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United States Armed Forces Colombia

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August 21, 1989 | MARLENE CIMONS, Times Staff Writer
Atty. Gen. Dick Thornburgh on Sunday praised Colombia's new willingness to extradite drug criminals to the United States and said that the Bush Administration has not ruled out sending U.S. troops to that country to assist in its war on narcotics traffickers, if such help is requested. "I think we have to look at any request that we get for either law enforcement or military assistance seriously," he said, adding that recent acts of terrorism in Colombia, including Friday's assassination of Sen.
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NEWS
July 25, 1999 | JUANITA DARLING and RUTH MORRIS, SPECIAL TO THE TIMES
An armada of U.S. and Colombian aircraft searched Saturday for five American servicemen and two Colombians missing on an anti-narcotics flight over guerrilla territory, giving immediacy to concerns about the growing U.S. military role in the world's leading cocaine-producing nation.
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NEWS
August 23, 1989 | WILLIAM R. LONG and DON A. SCHANCHE, Times Staff Writers
Red tape in the United States may delay U.S. extradition proceedings against a millionaire drug money launderer arrested in Colombia, allowing him to go free without charges, American officials said here Tuesday. Meanwhile, Colombian police said late Tuesday that they had arrested five suspects in the Friday assassination of presidential candidate Sen. Luis Carlos Galan, whose death had been blamed on cocaine traffickers. Galan had been an outspoken opponent of the drug-trafficking cartels.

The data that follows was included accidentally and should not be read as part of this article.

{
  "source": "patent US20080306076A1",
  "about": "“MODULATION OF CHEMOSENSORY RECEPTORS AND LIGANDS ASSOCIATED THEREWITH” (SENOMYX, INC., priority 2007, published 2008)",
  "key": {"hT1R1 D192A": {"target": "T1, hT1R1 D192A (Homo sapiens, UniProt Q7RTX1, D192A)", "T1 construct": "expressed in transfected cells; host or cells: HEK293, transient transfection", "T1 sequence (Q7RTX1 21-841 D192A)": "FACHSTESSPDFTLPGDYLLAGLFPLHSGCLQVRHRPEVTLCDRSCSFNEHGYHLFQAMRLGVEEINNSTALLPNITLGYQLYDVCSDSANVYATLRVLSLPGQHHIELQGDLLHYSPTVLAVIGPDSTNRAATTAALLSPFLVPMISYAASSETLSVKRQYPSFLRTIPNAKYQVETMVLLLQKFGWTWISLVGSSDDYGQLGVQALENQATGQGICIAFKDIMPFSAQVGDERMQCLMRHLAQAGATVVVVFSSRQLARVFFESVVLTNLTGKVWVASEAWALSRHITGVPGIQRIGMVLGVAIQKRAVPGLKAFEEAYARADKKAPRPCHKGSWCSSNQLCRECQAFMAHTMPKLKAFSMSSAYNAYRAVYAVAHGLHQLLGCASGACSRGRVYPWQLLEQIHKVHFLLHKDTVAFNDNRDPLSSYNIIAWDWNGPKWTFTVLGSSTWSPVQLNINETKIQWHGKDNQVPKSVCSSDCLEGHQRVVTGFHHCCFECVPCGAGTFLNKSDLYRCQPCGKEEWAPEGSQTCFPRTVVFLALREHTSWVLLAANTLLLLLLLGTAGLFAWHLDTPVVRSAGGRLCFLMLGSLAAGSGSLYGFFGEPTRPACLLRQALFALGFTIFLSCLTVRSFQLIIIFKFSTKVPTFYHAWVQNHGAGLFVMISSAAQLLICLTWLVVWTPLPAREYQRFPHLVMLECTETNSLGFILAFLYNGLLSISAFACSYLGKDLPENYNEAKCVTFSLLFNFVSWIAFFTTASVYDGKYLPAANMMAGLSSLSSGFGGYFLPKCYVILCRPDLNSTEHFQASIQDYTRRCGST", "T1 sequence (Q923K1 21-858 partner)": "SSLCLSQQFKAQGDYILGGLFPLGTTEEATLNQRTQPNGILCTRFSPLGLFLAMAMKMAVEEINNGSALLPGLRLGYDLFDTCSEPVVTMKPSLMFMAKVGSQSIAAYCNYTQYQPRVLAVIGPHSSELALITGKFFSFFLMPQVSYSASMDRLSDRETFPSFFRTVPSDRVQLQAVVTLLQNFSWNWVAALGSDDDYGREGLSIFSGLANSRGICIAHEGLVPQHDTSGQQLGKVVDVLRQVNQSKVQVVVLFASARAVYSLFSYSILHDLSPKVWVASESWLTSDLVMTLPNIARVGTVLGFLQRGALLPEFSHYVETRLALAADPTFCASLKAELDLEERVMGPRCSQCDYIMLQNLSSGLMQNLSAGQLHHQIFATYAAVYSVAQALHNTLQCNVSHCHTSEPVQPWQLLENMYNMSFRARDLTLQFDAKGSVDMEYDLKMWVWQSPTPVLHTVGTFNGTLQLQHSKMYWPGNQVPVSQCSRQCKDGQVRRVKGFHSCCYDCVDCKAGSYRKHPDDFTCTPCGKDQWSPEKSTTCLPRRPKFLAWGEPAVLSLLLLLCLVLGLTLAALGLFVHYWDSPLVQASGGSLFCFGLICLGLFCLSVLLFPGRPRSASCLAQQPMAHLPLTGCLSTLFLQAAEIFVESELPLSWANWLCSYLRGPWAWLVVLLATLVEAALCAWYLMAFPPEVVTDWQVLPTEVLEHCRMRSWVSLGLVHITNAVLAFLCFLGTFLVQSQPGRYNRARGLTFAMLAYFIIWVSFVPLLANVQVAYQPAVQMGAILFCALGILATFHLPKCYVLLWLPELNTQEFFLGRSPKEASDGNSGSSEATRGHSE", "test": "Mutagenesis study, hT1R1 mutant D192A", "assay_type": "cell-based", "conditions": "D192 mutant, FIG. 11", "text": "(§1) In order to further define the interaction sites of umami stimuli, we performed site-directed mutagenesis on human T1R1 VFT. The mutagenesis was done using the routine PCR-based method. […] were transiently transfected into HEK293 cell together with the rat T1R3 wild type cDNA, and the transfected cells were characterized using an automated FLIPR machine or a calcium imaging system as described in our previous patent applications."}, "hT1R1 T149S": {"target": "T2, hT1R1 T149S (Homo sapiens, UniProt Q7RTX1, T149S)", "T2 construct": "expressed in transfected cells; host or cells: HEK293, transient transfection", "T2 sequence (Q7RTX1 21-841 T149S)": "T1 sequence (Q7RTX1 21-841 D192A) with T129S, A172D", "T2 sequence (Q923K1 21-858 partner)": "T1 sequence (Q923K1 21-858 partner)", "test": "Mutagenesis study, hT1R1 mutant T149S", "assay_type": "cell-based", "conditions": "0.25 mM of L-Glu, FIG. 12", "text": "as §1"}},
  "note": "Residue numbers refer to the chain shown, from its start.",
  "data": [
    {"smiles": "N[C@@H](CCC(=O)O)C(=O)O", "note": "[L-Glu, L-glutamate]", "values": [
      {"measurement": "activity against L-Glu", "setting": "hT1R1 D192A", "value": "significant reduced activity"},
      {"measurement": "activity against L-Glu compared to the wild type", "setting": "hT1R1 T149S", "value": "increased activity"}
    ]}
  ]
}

NEWS
July 24, 1999 | From Times Wire Services
A U.S. Army reconnaissance plane on an anti-drug mission in Colombia was missing Friday with five American soldiers and two Colombians aboard, the U.S. military said. The four-engine Dehaviland RC-7 was missing most of Friday. It took off at 1:30 a.m. and was expected to return 7 1/2 hours later, said Army Capt. Chris Yates, a spokesman for the U.S. military's Southern Command in Miami. The U.S.
NEWS
August 22, 1989 | From Times Staff and Wire Reports
Soldiers and police raided the estates of cocaine barons Monday, seizing aircraft, cars and cattle and bringing the number of people arrested in three days to more than 11,000, authorities reported. One of those arrested Monday was identified as a finance chief of the Medellin drug cartel. The cartel bosses have so far eluded the emergency-rule crackdown, but new raids were being reported hourly across the nation.
NEWS
August 22, 1989 | JAMES GERSTENZANG, Times Staff Writer
President Virgilio Barco of Colombia told President Bush by telephone Monday night that U.S. troops are not needed to help him fight drug trafficking in his violence-wracked country, the White House said. Barco indicated that he had read "press speculation about the use of U.S. troops in Colombia," White House Press Secretary Marlin Fitzwater said in a written statement. He was referring to suggestions by Atty. Gen.
NEWS
September 2, 1989 | DOUGLAS JEHL, Times Staff Writer